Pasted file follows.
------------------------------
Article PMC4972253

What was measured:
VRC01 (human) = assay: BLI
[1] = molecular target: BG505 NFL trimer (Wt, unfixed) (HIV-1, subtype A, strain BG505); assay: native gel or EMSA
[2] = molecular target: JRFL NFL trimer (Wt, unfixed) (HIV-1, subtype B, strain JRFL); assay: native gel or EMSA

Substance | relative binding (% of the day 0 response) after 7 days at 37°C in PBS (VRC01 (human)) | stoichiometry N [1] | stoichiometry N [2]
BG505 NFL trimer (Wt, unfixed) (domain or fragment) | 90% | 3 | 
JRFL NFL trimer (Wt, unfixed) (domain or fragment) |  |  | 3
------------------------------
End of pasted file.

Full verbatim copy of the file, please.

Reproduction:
Article PMC4972253

What was measured:
VRC01 (human) = assay: BLI
[1] = molecular target: BG505 NFL trimer (Wt, unfixed) (HIV-1, subtype A, strain BG505); assay: native gel or EMSA
[2] = molecular target: JRFL NFL trimer (Wt, unfixed) (HIV-1, subtype B, strain JRFL); assay: native gel or EMSA

Substance | relative binding (% of the day 0 response) after 7 days at 37°C in PBS (VRC01 (human)) | stoichiometry N [1] | stoichiometry N [2]
BG505 NFL trimer (Wt, unfixed) (domain or fragment) | 90% | 3 | 
JRFL NFL trimer (Wt, unfixed) (domain or fragment) |  |  | 3